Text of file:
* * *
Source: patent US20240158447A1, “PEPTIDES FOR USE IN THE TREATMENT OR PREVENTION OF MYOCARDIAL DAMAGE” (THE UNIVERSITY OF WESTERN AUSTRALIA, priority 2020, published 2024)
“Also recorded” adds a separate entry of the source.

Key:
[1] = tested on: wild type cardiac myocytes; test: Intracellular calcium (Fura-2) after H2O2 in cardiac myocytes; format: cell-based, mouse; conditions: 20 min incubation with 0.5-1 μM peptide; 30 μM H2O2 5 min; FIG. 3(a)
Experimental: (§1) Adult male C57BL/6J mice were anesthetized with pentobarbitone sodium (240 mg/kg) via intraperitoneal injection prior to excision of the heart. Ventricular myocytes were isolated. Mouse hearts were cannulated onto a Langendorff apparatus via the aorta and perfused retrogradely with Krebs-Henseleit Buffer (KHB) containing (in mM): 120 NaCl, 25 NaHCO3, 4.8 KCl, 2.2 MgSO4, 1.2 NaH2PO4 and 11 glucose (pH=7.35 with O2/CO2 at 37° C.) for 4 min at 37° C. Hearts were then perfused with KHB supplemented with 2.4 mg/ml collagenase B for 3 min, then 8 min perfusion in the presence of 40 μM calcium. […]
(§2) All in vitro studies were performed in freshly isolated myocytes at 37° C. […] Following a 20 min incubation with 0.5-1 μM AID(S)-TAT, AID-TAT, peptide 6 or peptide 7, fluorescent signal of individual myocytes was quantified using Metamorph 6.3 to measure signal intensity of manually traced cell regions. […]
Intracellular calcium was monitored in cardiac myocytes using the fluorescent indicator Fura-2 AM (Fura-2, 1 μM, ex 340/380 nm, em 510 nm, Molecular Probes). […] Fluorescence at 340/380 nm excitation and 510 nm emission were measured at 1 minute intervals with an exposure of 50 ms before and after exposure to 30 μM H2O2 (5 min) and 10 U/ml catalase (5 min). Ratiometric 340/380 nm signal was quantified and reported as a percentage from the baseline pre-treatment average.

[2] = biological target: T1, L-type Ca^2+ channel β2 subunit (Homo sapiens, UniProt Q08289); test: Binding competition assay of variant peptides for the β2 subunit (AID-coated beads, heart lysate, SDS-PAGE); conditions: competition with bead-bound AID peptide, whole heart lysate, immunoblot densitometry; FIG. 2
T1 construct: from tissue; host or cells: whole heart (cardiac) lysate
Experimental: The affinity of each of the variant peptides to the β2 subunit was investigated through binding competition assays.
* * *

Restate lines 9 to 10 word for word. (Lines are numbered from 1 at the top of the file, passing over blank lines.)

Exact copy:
T1 construct: from tissue; host or cells: whole heart (cardiac) lysate
Experimental: The affinity of each of the variant peptides to the β2 subunit was investigated through binding competition assays.